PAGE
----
Wi-Fi Woes? Four Hot Tips to Get Back Up and Running

By Eric Geier

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Setting up a wireless router can be as easy as plugging it in. No configuration is actually required. You can just connect your computers and start browsing. But this leaves your signal open for others to connect and eavesdrop on your communications.

You should follow the install and setup instructions provided with your Wi-Fi router to properly configure it. But what if you run into problems? Well, here we'll discuss several common issues and see how to overcome them. Great if you're planning to install a new router, or if you're already in the process.

1. Issues with the setup CD

Some wireless routers include a CD that helps you configure the router settings with a wizard, rather than accessing the router's control panel with the Web browser. However if Windows isn't up to date, you might not be able to run the CD. Most likely this is due to not having the Service Packs for Windows installed.

You can install the Service Packs via the Control Panel in Windows, or via the Windows Update site for Windows XP. You can also manually download them: Windows XP Service Pack 3 (SP3), Windows Vista Service Pack 2 (SP2) for 32-bit or 64-bit, and Windows 7 Service Pack 1 (SP1) for 32-bit or 64-bit.

2. Wi-Fi Protected Setup (WPS) not working

If your router supports Wi-Fi Protected Setup (WPS), the instructions may tell you that you can connect computers using the WPS buttons. But remember, both the wireless router and wireless adapter must support WPS. You push the router's WPS button and then push or click on the button on the wireless adapter or computer.

USB wireless adapters may have an actual physical button, but other form factors may only offer a virtual button on the software. Also keep in mind Windows 7 includes native support of WPS. You just have to attempt to connect to the wireless network and it should tell you that you can push the button on the router to connect.

To connect other computers or wireless adapters that don't support WPS, you must manually enter the security password when connecting to the router. If you've used WPS for all the other computers, you may not even know what the security password is. To check you must access the router's control panel by typing its IP address into the Web browser, and then find the wireless settings.

3. Incompatibility between wireless and security standards

If your computer or its wireless adapter is more than a few years old (2005 or older), you may run into problems with compatibility. The newer 802.11g and 802.11n standards are supposed to be backward compatible with the older 802.11b standard, but there are still some issues.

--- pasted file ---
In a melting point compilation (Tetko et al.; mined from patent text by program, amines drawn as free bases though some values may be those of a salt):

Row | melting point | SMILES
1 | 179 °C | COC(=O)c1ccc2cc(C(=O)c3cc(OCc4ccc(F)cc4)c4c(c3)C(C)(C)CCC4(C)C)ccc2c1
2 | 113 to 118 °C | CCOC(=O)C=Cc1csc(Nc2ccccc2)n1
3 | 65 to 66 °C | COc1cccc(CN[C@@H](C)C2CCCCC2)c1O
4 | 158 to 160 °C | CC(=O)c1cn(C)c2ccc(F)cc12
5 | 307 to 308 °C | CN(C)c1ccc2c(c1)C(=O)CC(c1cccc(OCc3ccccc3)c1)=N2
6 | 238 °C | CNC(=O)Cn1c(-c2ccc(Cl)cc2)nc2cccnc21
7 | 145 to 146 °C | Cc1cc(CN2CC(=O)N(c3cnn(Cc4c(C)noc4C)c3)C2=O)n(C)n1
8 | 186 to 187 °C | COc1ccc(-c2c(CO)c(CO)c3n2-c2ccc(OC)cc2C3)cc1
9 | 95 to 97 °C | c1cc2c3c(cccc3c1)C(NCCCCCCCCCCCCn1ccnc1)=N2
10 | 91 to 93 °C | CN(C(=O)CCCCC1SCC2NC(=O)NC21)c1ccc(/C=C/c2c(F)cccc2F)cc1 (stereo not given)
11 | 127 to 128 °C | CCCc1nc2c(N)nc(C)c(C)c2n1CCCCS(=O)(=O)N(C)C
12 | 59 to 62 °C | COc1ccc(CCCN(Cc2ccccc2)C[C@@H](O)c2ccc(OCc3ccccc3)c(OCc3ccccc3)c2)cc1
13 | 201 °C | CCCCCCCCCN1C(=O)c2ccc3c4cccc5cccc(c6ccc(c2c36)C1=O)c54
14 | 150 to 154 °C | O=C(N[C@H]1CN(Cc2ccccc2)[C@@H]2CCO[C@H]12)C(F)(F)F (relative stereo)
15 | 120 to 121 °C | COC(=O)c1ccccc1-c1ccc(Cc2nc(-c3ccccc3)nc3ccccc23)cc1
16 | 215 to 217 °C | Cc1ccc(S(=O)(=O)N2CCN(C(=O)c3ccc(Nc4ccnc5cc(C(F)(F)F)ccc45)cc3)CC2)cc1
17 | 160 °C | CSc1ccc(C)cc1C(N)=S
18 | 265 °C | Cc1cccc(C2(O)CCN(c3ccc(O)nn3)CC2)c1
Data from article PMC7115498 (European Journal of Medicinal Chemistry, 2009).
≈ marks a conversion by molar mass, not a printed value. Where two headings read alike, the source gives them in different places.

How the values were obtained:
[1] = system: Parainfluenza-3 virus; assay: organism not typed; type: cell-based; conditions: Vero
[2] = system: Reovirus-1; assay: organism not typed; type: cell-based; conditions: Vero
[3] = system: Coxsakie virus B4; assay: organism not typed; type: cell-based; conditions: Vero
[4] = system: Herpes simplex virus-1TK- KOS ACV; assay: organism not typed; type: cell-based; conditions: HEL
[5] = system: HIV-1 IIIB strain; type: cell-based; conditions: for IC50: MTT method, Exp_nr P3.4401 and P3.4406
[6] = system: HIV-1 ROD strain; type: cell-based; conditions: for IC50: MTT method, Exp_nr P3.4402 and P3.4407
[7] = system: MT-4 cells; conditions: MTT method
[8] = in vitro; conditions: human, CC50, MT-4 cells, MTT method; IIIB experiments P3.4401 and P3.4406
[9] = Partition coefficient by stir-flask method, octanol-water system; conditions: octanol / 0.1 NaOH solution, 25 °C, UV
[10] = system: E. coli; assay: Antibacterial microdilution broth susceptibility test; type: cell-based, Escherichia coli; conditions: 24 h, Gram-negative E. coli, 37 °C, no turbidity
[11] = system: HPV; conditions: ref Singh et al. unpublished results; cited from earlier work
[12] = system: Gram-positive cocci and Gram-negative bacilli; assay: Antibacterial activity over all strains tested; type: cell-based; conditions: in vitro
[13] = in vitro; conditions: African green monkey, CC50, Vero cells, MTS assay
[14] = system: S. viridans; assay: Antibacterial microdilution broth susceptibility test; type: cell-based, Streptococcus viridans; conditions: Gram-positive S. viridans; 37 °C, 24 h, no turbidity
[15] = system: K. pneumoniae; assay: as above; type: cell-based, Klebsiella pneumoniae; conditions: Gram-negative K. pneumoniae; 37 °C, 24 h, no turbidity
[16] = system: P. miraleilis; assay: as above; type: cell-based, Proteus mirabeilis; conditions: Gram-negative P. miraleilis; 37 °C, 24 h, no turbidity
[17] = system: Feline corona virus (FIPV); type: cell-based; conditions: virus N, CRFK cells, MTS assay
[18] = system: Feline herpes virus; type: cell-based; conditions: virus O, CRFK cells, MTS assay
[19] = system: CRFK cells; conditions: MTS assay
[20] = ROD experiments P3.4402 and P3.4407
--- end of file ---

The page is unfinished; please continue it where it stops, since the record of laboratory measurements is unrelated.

There have also been improvements in the wireless security standards that may confuse things when using older computers or wireless adapters. The first security standard (now insecure) was Wired Equivalent Privacy (WEP), and then Wi-Fi Protected Access (WPA) with TKIP encryption, and the latest Wi-Fi Protected Access 2 (WPA2) with AES encryption.

Here are the main compatibility issues you might run into and how to overcome them:

4. Not getting 802.11n speeds

If you have an 802.11n router and wireless adapter, you should see data rates (the connection speed) over 54 Mbps, unless you are too far away from the router. If you don't see data rates exceed 54 Mbps even when you're with reasonable range, you're probably using either WEP or WPA security. These security standards aren't compatible with 802.11n. If you use them with 802.11n, you're limited to the 802.11g data rates of up to 54 Mbps.

To take advantage of 802.11n, you must use WPA2 security with AES encryption, or disable security altogether, but of course that is not recommended for private networks.

Even after enabling WPA2 you won't see the maximum 802.11n speeds until you change the channel-width. All wireless vendors set the default channel-width to 20 MHz, which is the width used by 802.11b/g. To get the maximum data rates you must be using 40 MHz wide channels by setting the router to 40 MHz or Auto 20/40 MHz.

Keep in mind, using 40 MHz wide channels can actually negatively impact the connection performance of your computers that are farther away from the router. Plus it can impact other nearby wireless networks. Depending upon the channel you use, your transmissions may occupy the entire band, all the 11 available channels. This is the case if you use channel 6. When using 20 MHz wide channels, the only non-overlapping channels are 1, 6, and 11. When using 40 MHz wide channels, you should stick with channel 1 or 11 to leave room for your neighbors.

To change the security method or channel width, you must access the router's control panel by typing its IP address into the Web browser. Then find the wireless settings. Don't forget to save or apply the changes when you're done.

Still not working?

We discussed some common issues you might experience while setting up a wireless router. But if we didn't touch on your issue or you can't seem to fix it, you may want to give tech support a call. You should find a support number in the documentation. If you have access to the Internet, you might also want to do some Google-ing or check out the support section on the vendor's website.